*This is a post-script to “Flipping Out: An Irreverent Photo Essay on Making the Taiwanese Oyster Omelette” (“Oh-ah-jen” 蚵仔煎) since people inquired about recipes
As Mrs. Lin did not use a formal recipe (like all venerable grandmother chefs, she comes from the “a pinch of this” and “a handful of that” era), below are tried-and-true recipes from two tasty Taiwanese food sites:
- Taiwan Duck and its excellent step-by-step video on how to cook (and flip) the oyster omelette. Mrs. Duck—okay, fine, her name is Joanne—is kind of adorable.
Browse these sites at your own peril. Recipes such as Lotus Seed Dessert (loved this as a kid) and Sesame Oil Chicken (“muah yu gei” 麻油雞) will have you inexplicably saving food photos onto your desktop like some sort of reclusive hoarder.
Also, shout out to TA.org’s Julienne Lin and her savory take on the oyster om!
Finally, two recommendations from Mrs. Lin on purchasing sweet potato starch and oyster ingredients:
The “Made in Taiwan” sweet potato starch (left) and the Korean brand of frozen oysters (right) should both be easy finds at the Asian mart. Freshly shucked oysters are great, but just in case you wake up Sunday morning with oyster omelette cravings (because who doesn’t) … salt these in a bowl and rinse to defrost.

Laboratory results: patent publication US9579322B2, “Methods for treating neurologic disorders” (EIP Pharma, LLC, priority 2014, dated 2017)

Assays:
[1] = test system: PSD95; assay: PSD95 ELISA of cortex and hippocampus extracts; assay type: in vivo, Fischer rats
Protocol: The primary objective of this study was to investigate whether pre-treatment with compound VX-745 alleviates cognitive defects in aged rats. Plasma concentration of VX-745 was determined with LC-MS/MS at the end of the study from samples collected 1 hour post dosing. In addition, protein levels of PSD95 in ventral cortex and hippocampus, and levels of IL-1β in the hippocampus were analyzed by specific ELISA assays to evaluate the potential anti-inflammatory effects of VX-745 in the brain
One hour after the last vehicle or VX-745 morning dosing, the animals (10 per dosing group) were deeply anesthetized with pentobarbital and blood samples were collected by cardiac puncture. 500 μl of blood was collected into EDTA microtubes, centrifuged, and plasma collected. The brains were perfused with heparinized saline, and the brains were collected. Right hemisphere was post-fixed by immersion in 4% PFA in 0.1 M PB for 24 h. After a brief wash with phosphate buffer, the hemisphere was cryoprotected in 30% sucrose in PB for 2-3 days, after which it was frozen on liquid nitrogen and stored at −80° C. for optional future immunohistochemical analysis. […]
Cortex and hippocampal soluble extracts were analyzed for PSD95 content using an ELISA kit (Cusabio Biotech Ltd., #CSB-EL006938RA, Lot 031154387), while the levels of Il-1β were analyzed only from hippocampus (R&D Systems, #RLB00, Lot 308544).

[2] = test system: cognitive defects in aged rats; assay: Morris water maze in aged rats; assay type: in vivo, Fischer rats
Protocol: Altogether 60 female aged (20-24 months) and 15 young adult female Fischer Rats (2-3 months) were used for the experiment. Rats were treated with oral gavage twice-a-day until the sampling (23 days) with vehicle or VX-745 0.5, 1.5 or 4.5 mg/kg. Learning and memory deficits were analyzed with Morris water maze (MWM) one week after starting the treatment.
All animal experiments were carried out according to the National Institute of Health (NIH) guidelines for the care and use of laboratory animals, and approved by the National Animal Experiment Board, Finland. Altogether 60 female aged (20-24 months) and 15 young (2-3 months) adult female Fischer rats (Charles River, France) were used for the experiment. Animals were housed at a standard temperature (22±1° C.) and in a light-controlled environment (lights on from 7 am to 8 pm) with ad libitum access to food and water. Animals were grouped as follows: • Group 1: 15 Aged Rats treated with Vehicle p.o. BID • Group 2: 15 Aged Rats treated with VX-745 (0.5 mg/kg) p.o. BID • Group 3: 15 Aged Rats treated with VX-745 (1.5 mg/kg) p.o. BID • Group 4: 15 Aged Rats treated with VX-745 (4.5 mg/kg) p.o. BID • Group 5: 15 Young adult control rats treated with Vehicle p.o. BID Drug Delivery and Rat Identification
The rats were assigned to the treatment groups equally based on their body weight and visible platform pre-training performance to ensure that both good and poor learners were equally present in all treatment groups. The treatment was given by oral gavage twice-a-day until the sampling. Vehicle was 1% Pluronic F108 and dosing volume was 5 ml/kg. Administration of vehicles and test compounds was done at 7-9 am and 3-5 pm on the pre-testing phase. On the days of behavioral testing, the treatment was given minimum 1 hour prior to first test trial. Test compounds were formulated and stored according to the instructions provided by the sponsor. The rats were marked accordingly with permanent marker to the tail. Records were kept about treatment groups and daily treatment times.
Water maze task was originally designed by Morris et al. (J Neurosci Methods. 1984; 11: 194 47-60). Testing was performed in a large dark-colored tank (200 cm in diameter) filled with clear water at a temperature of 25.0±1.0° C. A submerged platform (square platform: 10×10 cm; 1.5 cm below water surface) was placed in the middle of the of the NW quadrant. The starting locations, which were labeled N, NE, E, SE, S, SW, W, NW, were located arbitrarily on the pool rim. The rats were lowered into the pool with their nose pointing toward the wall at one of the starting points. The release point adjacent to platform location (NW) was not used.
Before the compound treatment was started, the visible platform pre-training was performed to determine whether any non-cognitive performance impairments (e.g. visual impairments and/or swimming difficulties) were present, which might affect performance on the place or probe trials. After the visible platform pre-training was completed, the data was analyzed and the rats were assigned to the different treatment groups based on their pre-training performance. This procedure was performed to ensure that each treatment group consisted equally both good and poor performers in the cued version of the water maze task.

Public service announcement: The above merchandise photos were provided for those who remain solely familiar with the candy aisle of the Asian supermarket. You know who you are. I see you there, Hi-Chew.
Per the above recipes, there is some fascinating variety and nuance in making the Taiwanese oyster omelette—from the mix of tapioca and/or sweet potato starch to the type of greens (spinach, napa cabbage, etc.) and the choice of ingredients (fish sauce, sour plum powder, etc.). Enough nuance for an academic essay and a Ph.D in omelette, really.
So feel free to add other recipes and good advice to the comments below. Maybe one day, TA.org will host an “Iron Chef” oyster omelette showdown! #nomstheword